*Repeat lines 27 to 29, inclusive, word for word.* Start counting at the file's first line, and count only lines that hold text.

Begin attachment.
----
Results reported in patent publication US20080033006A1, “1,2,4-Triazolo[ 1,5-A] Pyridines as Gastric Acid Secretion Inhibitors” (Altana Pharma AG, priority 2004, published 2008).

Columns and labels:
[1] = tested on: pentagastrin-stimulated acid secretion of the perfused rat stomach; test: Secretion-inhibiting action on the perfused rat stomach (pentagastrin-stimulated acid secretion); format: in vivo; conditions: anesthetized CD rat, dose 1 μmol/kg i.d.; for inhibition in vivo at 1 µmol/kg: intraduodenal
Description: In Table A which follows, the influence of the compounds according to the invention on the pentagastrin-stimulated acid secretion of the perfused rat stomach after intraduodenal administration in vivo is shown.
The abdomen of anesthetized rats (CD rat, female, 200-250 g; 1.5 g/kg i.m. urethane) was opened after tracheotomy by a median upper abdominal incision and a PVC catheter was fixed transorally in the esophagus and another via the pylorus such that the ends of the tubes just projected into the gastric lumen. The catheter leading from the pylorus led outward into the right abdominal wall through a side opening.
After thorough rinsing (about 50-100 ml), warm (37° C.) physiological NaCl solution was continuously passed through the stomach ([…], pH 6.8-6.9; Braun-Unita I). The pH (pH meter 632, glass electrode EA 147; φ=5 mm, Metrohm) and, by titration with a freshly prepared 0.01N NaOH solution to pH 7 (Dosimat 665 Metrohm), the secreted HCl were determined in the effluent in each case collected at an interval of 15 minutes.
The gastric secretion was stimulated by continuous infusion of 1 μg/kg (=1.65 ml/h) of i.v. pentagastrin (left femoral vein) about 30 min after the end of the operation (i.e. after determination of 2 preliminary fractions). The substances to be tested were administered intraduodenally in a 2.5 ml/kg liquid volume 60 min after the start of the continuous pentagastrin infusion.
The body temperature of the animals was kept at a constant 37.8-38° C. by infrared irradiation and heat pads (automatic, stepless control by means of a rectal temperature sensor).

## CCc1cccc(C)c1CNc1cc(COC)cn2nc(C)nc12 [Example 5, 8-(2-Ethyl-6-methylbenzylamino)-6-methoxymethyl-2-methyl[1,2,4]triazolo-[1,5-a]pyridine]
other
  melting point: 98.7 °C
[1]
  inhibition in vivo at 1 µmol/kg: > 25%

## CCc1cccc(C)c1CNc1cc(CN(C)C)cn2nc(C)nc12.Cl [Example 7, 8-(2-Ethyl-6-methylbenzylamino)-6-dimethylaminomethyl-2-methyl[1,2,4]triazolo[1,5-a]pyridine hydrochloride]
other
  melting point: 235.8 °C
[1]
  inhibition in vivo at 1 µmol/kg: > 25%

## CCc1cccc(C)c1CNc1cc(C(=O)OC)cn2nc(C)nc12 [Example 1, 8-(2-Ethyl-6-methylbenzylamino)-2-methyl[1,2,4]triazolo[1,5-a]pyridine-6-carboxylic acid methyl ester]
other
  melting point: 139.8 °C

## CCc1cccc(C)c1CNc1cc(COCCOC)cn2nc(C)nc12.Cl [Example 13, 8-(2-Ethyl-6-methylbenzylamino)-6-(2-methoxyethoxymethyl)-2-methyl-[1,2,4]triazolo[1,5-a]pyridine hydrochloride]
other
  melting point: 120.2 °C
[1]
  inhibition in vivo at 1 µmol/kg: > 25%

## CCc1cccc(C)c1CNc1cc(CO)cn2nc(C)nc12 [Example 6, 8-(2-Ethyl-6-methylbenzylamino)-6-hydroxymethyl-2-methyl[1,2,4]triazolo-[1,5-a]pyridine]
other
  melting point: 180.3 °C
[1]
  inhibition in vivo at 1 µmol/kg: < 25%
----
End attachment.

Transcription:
## CCc1cccc(C)c1CNc1cc(CO)cn2nc(C)nc12 [Example 6, 8-(2-Ethyl-6-methylbenzylamino)-6-hydroxymethyl-2-methyl[1,2,4]triazolo-[1,5-a]pyridine]
other
  melting point: 180.3 °C